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Cerebral vasospasm development is a complex process that remains as one of the most detrimental after-effects of subarachnoid hemorrhage (SAH). SAH is the exposure of blood in the subarachnoid space that can result from a number of physiologic processes, such as ruptured cerebral aneurysms and hemorrhagic tumors. Cerebral vasospasm is defined as the vascular spasm and subsequent narrowing following exposure of the outside wall of cerebral vasculature to blood (1).


This narrowing can lead to several adverse effects, the worst being delayed cerebral ischemia and potential stroke. Over 30% of patients with ruptured aneurysms develop delayed cerebral ischemia and decreased neurologic status, meaning vasospasm is a prevalent condition that needs to be detected swiftly (2).

1) Findlay, J. M., Nisar, J., & Darsaut, T. (2016). Cerebral Vasospasm: A Review. The Canadian journal of neurological sciences. Le journal canadien des sciences neurologiques, 43(1), 15–32.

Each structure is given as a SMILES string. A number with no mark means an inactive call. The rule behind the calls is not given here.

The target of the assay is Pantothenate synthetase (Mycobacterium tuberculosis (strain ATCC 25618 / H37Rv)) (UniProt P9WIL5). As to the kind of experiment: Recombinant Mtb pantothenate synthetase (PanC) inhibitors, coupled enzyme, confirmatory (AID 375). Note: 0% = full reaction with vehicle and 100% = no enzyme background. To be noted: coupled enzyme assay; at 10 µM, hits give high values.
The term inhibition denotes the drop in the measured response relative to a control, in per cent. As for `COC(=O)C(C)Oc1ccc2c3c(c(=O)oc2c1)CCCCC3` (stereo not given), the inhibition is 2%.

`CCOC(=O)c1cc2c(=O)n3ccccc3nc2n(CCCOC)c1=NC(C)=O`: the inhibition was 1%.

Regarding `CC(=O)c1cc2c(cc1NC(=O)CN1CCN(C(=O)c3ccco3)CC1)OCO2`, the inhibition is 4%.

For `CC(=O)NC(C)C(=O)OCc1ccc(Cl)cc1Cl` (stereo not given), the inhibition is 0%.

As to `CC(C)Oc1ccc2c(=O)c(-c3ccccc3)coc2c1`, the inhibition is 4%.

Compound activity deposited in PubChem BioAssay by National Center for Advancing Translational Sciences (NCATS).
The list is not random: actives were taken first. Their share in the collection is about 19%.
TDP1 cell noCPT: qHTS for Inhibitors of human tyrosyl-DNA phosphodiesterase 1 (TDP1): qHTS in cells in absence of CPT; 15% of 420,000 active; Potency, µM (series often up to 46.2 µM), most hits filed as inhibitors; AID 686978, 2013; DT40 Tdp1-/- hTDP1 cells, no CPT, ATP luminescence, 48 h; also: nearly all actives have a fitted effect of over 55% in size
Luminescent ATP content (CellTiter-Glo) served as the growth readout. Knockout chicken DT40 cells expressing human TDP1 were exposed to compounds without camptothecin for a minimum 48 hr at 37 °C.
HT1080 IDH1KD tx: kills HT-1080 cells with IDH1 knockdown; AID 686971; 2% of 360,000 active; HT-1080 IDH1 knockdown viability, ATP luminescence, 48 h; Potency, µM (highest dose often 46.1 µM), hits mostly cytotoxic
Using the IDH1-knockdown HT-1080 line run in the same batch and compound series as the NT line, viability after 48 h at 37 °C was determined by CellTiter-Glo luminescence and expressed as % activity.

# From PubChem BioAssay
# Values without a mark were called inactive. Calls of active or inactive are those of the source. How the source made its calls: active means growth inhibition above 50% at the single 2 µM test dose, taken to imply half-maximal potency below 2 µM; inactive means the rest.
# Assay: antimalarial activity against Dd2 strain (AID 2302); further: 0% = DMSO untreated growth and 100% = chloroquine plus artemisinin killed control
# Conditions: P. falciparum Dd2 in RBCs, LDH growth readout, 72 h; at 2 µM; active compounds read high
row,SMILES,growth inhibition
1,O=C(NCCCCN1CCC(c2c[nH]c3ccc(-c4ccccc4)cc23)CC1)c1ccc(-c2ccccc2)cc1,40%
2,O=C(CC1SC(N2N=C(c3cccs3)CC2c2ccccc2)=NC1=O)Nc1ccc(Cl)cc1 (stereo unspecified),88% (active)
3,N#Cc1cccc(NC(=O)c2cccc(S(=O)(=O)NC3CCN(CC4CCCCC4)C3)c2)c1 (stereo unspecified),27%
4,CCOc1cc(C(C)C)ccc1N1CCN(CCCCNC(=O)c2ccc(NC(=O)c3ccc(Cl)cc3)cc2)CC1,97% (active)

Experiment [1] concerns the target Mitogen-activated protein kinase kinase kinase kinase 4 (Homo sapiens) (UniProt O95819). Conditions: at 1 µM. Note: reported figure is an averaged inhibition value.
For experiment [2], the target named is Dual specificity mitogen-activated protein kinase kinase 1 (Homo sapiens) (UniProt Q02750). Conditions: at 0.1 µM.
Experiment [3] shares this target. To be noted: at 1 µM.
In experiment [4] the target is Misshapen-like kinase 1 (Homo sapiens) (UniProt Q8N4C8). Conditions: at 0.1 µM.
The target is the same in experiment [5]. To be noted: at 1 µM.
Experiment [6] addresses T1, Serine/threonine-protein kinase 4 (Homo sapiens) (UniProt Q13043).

2) Dorsch, N. W., & King, M. T. (1994). A review of cerebral vasospasm in aneurysmal subarachnoid haemorrhage Part I: Incidence and effects. Journal of clinical neuroscience : official journal of the Neurosurgical Society of Australasia, 1(1), 19–26.

Current Clinical Pathways

Current methods of vasospasm detection involve a number of imaging modalities. Namely, prevalent techniques include Digital Subtraction Angiography, Computed Tomography Angiography and Computed Tomography Perfusion scans. In addition, a less invasive method included Transcranial Doppler; however, this method is considered less accurate than the aforementioned modalities. Furthermore, delayed cerebral ischemia may be detected with neurological exams.

Once detected, vasospasm is either treated with vasodilating medications or surgically with balloon angioplasty and stents (1).

1) Bauer AM, Rasmussen PA. Treatment of intracranial vasospasm following subarachnoid hemorrhage. Front Neurol. 2014 May 20;5:72. doi: 10.3389/fneur.2014.00072. PMID: 24904517; PMCID: PMC4032992.

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